I also remember finding a 1966 Reader’s Digest Almanac in a family bookcase, and I’d pore over the results of the 1965 World Series. (Dodgers over Twins, 4 games to 3.) And when my parents bought the 1974 edition of the World Book Encyclopedia? Heaven.

I was that kid. I filched a copy of “Felton & Fowler’s Best, Worst, and Most Unusual” from my junior high school. I would ride my bike to the library and spend hours reading bound issues of Time magazine and Sports Illustrated. (I was still doing that in college — the reading, not the bike riding.) When I met the group of College Bowl players who remain my close friends to this day, I knew I had found my people. We would sit in the College Bowl office and read trivia questions to each other. This was our entertainment.

Lest you laugh at such nerdery, it proved profitable for many of us. Though I had middling success on “Jeopardy!” and “Who Wants to Be a Millionaire,” I know several multi-day winners of the former, including one guy who won the Tournament of Champions.

So when I look at my reference books, I’m looking at old friends, in more ways than one.

I know. They’re just books, right? And not even correct in some cases. I’ve found errors in a few, and even when the facts are right, the context has changed. Just as in those Rolling Stone lists of greatest albums, once-forgotten figures and events are revived, while others seem impossibly dated. To read portions of “The People’s Almanac” and “The Book of Lists” is to be thrust back into the immediate post-Nixon ’70s. You wonder, this was once important?

Of course, that’s also part of the charm.

One day I’ll buck myself up and weed them out — to a library, if they’ll take them, or to a Little Free Library, if they won’t. But not yet.

I mean, I still have a CD-ROM of Microsoft Bookshelf.

Sunday read: The (maybe, could be, if you say so) greatest albums of all time

Image from Lonnie Timmons III/The Plain Dealer via AL.com.

Many years ago, when I was in high school, I purchased a slim book called “Rock Critics’ Choice: The Top 200 Albums.”

I was already vaguely familiar with the book, compiled by writer Paul Gambaccini, thanks to a list of the top 10 (or 20, I forget) having already appeared in one of the Wallace/Wallechinsky “Book of Lists,” if I recall. It was released in 1978, and reading it today — when pop music has spread out in countless new directions — gives you an idea of what would become the hardened canon for years to come:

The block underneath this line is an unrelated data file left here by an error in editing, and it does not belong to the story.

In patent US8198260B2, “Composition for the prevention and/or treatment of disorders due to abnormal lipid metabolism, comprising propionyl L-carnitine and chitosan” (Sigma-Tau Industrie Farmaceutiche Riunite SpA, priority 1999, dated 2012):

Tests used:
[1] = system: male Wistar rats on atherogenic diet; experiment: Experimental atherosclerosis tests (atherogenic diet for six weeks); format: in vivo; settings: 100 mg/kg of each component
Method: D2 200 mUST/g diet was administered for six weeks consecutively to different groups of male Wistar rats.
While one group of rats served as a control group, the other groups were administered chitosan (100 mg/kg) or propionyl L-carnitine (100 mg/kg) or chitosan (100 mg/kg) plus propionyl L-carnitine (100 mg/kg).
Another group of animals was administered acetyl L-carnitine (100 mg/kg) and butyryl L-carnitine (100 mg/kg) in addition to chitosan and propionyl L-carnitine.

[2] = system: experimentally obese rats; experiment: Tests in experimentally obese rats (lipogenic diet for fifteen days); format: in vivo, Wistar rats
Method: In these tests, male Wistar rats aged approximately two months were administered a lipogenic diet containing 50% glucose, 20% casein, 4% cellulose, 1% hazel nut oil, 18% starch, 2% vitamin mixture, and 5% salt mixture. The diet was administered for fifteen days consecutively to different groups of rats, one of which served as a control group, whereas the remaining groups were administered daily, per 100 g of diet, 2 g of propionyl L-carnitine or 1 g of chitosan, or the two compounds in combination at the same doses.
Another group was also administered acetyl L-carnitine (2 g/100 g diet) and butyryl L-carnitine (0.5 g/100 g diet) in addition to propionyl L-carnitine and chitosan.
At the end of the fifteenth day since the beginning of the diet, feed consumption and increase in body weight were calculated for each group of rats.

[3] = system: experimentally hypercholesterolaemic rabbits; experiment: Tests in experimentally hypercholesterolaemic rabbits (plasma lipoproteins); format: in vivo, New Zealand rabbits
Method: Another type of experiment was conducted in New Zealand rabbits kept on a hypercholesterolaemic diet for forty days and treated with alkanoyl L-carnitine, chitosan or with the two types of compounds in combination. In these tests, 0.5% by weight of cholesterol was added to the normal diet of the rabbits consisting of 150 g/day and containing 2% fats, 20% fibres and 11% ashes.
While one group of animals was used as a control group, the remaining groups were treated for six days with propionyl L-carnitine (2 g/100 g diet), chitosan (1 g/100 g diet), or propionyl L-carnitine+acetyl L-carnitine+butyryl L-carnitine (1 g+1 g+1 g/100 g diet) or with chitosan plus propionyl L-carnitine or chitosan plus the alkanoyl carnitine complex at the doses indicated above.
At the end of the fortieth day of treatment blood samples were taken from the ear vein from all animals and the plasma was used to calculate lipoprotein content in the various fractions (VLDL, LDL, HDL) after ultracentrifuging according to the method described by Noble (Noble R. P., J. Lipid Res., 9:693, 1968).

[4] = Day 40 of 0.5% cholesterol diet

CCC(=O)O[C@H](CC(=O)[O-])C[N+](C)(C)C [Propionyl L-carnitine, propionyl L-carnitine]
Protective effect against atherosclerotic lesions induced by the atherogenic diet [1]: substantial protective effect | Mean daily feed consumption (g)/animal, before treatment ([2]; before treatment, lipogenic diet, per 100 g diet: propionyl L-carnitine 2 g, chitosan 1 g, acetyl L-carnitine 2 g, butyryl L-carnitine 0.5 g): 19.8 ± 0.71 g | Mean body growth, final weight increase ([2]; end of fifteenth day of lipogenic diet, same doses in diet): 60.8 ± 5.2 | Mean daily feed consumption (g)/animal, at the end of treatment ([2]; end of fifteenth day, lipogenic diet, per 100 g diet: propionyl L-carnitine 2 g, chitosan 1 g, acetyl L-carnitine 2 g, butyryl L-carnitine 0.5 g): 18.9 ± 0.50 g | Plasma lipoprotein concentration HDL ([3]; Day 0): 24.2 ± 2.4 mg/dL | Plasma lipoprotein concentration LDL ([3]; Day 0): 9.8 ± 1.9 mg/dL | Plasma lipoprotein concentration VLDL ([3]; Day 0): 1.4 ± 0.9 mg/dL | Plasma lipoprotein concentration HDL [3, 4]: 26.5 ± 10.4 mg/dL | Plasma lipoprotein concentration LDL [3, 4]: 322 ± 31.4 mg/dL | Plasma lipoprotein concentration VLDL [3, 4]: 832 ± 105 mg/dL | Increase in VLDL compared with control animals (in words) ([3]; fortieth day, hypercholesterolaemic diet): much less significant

1. “Sgt. Pepper’s Lonely Hearts Club Band,” the Beatles
  2. “Blonde on Blonde,” Bob Dylan
  3. “Highway 61 Revisited,” Bob Dylan
  4. “Astral Weeks,” Van Morrison
  5. “Rubber Soul,” the Beatles

And on down the line: “Revolver” at No. 6, “Exile on Main Street” at No. 7 (surprising for the time, given that it was considered one of the weaker Stones albums until later), Love’s “Forever Changes” at No. 16, “Led Zeppelin IV” at No. 29, et cetera. You could already see some trends rising thanks to the coming of punk — lots of Velvet Underground, the Stooges’ “Funhouse” at No. 114 — and some (a lack of funk, high rankings for “Frampton Comes Alive” and Supertramp’s “Even in the Quietest Moments”) that would wither.

(The Supertramp ranking is almost entirely due to critic Ritchie Yorke placing it at No. 1 on his personal top 10. Yorke would later be listed as No. 6 on Greil Marcus’ list of “10 Worst Rock Critics” in “The Book of Rock Lists.”)

“Rock Critics’ Choice” was one of many best-of/ratings works I’ve purchased or read over the years. The first “Book of Rock Lists,” co-edited by Dave Marsh, did a nice job in a closing chapter that consists of nothing but Top 40 singles and albums for the each year between 1955 and 1980. The various editions of “The Rolling Stone Record Buyer’s Guide” cemented its own canon with its 5-star ratings — some of which were vastly changed from previous or in future editions. (The Doors, in particular, were knocked down a peg between the red first edition and the blue second edition.) Spin magazine leaned towards the contrarian; Rolling Stone, no doubt thanks to Jann Wenner’s heavy thumb on its scale, favored the tried and true (and white and classic rock).